There are oodles of ways to forecast the stock market. One letter that landed on our desk this week does so with the gloomy claim: "The planet Mars has been sitting in a retrograde position for 10 months now."
Well, we don't have any faith in astrology. And we wouldn't dare forecast the market at all over the short term, using any forecasting means. That's not our expertise - assuming, probably wrongly, that anyone is an expert in that hazardous price-forecasting game.
But we do note with some wonder the resilience of the United States stock market. Prices have bounced a long way back from their plunge on Monday, Oct. 29. The Standard & Poor's 500 stock index - considered a good broad measure of the stocks of larger companies - climbed to 964.55 last week. That's not so far under its peak above 980 in early October.
Where to next?
Nonetheless, we do think it useful to look at the economic and business fundamentals behind the stock market to see if shares are overvalued. After all, since 1994 the S&P 500 has doubled.
One informative analysis comes from Richard Kopcke, a Federal Reserve Bank of Boston economist.
By most standards, Mr. Kopcke notes, stock prices are "remarkably high." Stock prices for the S&P 500 remain more than 20 times their earnings. That's near its peak for the past four decades. In the past, such high valuations have not endured.
Such a price-earnings ratio could be justified, though, if corporate earnings grow about 14 percent a year over the coming five years, Kopcke figures. That's what some Wall Street analysts are forecasting.
Or today's prices could be validated if the "risk premium" demanded by shareholders has fallen, says Kopcke. In other words, shareholders now regard stocks as less risky investments than they did in the past.
"If shareholders expect the rate of growth of earnings to be less volatile in the future than previously, they should be willing to pay a higher price for each dollar of earnings [in the companies that issue the stock] even if they expect the rate of growth of earnings to fall somewhat in coming years," he writes in the New England Economic Review.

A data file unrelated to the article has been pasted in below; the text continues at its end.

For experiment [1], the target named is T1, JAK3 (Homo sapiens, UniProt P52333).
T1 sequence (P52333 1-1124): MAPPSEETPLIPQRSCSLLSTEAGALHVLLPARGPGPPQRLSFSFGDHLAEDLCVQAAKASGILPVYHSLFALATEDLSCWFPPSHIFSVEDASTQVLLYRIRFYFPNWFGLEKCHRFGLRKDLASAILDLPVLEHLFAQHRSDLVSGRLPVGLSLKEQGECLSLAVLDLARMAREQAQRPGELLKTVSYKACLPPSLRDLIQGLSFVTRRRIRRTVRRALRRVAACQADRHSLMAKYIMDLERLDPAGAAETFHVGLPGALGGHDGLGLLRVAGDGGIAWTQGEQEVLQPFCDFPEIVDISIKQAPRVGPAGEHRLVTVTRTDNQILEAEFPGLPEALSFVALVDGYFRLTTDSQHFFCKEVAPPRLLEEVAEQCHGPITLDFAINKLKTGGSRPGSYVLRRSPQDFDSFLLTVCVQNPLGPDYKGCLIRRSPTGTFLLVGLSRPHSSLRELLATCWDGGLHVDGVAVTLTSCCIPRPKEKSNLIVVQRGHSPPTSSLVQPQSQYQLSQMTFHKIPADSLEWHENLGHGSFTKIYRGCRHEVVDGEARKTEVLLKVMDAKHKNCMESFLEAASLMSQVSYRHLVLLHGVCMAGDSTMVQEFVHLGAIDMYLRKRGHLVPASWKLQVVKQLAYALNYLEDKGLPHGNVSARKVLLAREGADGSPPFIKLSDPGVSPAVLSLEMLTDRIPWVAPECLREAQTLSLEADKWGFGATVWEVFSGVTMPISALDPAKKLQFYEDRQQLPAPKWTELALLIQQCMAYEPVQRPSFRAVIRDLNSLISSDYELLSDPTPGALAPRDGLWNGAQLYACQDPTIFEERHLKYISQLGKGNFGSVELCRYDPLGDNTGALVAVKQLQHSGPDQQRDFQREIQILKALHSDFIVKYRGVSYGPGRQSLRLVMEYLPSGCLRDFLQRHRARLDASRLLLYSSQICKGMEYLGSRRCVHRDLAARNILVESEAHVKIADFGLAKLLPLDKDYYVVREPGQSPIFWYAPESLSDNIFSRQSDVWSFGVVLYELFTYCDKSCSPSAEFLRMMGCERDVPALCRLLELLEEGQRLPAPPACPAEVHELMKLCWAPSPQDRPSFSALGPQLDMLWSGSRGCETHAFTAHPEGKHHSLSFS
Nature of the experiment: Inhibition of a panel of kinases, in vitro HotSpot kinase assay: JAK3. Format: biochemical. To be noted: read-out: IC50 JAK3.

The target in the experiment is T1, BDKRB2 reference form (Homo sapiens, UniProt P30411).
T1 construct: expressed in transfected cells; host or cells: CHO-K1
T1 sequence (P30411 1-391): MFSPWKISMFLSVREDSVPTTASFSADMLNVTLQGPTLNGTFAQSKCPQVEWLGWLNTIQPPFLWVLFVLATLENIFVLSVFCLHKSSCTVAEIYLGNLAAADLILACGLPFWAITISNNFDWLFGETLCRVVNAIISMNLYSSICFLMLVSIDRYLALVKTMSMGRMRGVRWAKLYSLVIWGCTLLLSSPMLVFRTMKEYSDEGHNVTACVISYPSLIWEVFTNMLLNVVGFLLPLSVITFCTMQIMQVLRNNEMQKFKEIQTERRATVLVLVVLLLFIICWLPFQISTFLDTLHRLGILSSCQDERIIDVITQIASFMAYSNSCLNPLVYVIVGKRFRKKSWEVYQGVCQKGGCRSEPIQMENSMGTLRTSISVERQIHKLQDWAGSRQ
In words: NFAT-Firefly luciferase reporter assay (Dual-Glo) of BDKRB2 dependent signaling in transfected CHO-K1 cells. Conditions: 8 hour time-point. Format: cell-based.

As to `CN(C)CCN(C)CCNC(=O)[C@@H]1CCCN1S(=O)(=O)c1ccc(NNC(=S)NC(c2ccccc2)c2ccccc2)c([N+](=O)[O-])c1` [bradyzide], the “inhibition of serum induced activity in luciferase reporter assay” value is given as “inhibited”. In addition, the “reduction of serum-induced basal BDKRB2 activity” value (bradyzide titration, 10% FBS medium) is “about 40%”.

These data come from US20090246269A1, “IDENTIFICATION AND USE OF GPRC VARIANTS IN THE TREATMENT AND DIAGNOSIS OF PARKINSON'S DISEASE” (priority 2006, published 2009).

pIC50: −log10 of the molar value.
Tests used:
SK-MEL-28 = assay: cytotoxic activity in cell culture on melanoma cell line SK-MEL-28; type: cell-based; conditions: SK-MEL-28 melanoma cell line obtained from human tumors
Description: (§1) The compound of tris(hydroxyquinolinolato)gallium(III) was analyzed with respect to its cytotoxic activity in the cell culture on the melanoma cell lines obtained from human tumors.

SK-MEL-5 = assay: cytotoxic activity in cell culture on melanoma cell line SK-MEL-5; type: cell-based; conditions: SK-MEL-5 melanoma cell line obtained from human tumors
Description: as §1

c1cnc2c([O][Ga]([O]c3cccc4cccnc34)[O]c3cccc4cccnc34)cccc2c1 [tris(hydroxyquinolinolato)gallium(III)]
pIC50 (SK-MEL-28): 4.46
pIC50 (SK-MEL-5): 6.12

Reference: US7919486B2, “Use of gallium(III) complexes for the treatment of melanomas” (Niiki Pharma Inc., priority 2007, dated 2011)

Kopcke displays some skepticism over both possibilities. To some extent, the rise in stock prices is a catch-up matter. In 1982 the price of stocks was about eight times earnings, and the average price-earnings ratio prior to the 1990s was about 16. But, Kopcke notes, the US economic recovery is now "mature." He questions whether earnings can grow so fast in the future.
Further, the placid volatility of stock prices in the 1993-96 period appears to have ended this year. Stock price volatility has bounced back to its historical level, he says.
Kopcke takes a poke at another thesis: that stock prices are high because multitudinous baby boomers are saving for retirement by investing heavily in stock. Nonsense, he says. The Fed's flow-of-funds data show that the amount of money going into various pension schemes and other financial savings has never been so low relative to personal disposable income. It is because stock prices are up that many investors feel less obliged to set aside more savings.
Kopcke says the goal of his study is to provide investors with "the stuff to come to your own conclusion."
That's our motive too.